Biological Flora of the British Isles: Ambrosia artemisiifolia

Details

Serval ID
serval:BIB_F373CED945ED
Type
Article: article from journal or magazin.
Collection
Publications
Title
Biological Flora of the British Isles: Ambrosia artemisiifolia
Journal
Journal of Ecology
Author(s)
Essl F., Biró K., Brandes D., Broennimann O., Bullock J.M., Chapman D.S., Chauvel B., Dullinger S., Fumanal B., Guisan A., Karrer G., Kazinczi G., Kueffer C., Laitung B., Lavoie C., Leitner M., Mang T., Moser D., Müller-Schärer H., Petitpierre B., Richter R., Schaffner U., Smith M., Starfinger U., Vautard R., Vogl G., von der Lippe M., Follak S.
ISSN
1365-2745 (electronic)
ISSN-L
0022-0477
Publication state
Published
Issued date
2015
Peer-reviewed
Oui
Volume
103
Number
4
Pages
1069-1098
Language
english
Abstract
1. This account presents information on all aspects of the biology of Ambrosia artemisiifolia L. (Common ragweed) that are relevant to understanding its ecology. The main topics are presented within the standard framework of the Biological Flora of the British Isles: distribution, habitat, communities, responses to biotic factors, responses to environment, structure and physiology, phenology, floral and seed characters, herbivores and disease, history, and conservation, impacts and management.
2. Ambrosia artemisiifolia is a monoecious, wind-pollinated, annual herb native to North America whose height varies from 10 cm to 2.5 m according to environmental conditions. It has erect, branched stems and pinnately lobed leaves. Spike-like racemes of male capitula composed of staminate (male) florets terminate the stems, while cyme-like clusters of pistillate (female) florets are arranged in groups the axils of main and lateral stem leaves.
3. Seeds require prolonged chilling to break dormancy. Following seedling emergence in spring, the rate of vegetative growth depends on temperature, but development occurs over a wide thermal range. In temperate European climates, male and female flowers are produced from summer to early autumn (July to October).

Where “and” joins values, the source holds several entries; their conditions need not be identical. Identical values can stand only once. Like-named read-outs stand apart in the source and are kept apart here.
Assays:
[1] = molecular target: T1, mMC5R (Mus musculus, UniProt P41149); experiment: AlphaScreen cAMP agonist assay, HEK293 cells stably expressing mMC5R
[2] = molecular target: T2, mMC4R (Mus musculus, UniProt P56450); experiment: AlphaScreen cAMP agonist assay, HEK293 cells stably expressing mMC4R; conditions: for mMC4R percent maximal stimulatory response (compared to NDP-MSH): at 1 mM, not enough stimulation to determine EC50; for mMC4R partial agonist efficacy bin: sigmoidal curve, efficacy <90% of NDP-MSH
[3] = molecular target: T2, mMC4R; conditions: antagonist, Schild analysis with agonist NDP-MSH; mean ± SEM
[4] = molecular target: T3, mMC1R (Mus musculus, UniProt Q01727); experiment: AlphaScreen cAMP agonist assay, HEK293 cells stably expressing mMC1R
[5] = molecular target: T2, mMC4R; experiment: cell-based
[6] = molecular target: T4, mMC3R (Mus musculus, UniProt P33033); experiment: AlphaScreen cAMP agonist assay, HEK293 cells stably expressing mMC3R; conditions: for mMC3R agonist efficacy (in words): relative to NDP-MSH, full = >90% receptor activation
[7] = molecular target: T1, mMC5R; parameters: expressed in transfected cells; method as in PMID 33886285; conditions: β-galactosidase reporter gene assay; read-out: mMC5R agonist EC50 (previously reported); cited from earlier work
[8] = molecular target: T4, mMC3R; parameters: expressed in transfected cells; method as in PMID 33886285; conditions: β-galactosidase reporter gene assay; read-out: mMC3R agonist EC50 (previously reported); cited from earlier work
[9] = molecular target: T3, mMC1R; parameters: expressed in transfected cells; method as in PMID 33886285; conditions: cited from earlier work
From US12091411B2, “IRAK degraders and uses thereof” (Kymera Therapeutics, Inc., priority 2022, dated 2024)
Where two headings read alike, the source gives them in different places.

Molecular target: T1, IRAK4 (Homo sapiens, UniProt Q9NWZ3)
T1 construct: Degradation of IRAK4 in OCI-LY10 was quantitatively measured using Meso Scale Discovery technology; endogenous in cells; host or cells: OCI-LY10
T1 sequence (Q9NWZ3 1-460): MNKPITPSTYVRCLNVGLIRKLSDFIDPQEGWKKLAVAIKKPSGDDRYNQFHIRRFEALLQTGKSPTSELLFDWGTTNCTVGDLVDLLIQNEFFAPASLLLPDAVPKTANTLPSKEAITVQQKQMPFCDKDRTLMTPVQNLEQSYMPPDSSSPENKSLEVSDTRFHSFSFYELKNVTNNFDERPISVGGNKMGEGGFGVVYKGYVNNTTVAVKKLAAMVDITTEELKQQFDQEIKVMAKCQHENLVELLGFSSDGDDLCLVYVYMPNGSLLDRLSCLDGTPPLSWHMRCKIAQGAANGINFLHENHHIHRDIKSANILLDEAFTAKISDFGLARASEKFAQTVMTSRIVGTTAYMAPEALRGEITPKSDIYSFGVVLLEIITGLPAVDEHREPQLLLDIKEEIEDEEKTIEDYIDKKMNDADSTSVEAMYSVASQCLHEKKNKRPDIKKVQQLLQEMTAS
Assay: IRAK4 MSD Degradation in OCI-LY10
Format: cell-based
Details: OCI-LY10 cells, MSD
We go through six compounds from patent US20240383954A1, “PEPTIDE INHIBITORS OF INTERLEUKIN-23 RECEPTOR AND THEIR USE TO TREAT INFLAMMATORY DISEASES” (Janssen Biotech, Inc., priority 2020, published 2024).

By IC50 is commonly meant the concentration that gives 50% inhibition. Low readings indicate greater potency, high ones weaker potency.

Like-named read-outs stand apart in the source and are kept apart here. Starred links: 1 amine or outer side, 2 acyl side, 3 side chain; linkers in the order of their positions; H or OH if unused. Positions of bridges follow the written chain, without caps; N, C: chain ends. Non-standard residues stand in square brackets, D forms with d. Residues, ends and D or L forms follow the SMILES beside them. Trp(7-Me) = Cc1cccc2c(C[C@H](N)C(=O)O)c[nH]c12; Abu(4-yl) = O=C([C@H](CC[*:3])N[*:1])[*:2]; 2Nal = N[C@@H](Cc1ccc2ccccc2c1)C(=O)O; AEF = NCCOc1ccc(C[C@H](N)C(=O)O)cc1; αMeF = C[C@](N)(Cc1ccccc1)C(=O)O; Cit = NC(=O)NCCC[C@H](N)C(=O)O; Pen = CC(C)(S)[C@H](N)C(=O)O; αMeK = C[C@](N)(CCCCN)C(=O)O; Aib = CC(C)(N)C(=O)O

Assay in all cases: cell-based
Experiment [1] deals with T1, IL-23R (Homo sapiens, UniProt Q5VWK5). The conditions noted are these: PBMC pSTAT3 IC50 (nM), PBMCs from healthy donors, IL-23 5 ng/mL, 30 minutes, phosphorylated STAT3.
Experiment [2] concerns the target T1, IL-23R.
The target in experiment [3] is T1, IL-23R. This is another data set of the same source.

4. Ambrosia artemisiifolia is sensitive to freezing. Late spring frosts kill seedlings and the first autumn frosts terminate the growing season. It has a preference for dry soils of intermediate to rich nutrient level.
5. Ambrosia artemisiifolia was introduced into Europe with seed imports from North America in the 19th century. Since World War II, it has become widespread in temperate regions of Europe and is now abundant in open, disturbed habitats as a ruderal and agricultural weed.
6. Recently, the N. American ragweed leaf beetle (Ophraella communa) has been detected in southern Switzerland and northern Italy. This species appears to have the capacity to substantially reduce growth and seed production of A. artemisiifolia.
7. In heavily infested regions of Europe, A. artemisiifolia causes substantial crop-yield losses and its copious, highly allergenic pollen creates considerable public health problems. There is consensus among models that climate change will allow its northward and up-hill spread in Europe.
Keywords
agriculture, biogeography, climate change, ecophysiology, geographical and altitudinal distribution, germination, health, modelling, parasites and diseases, reproductive biology
Web of science
Open Access
Yes
Create date
26/04/2015 22:36
Last modification date
20/08/2019 16:20
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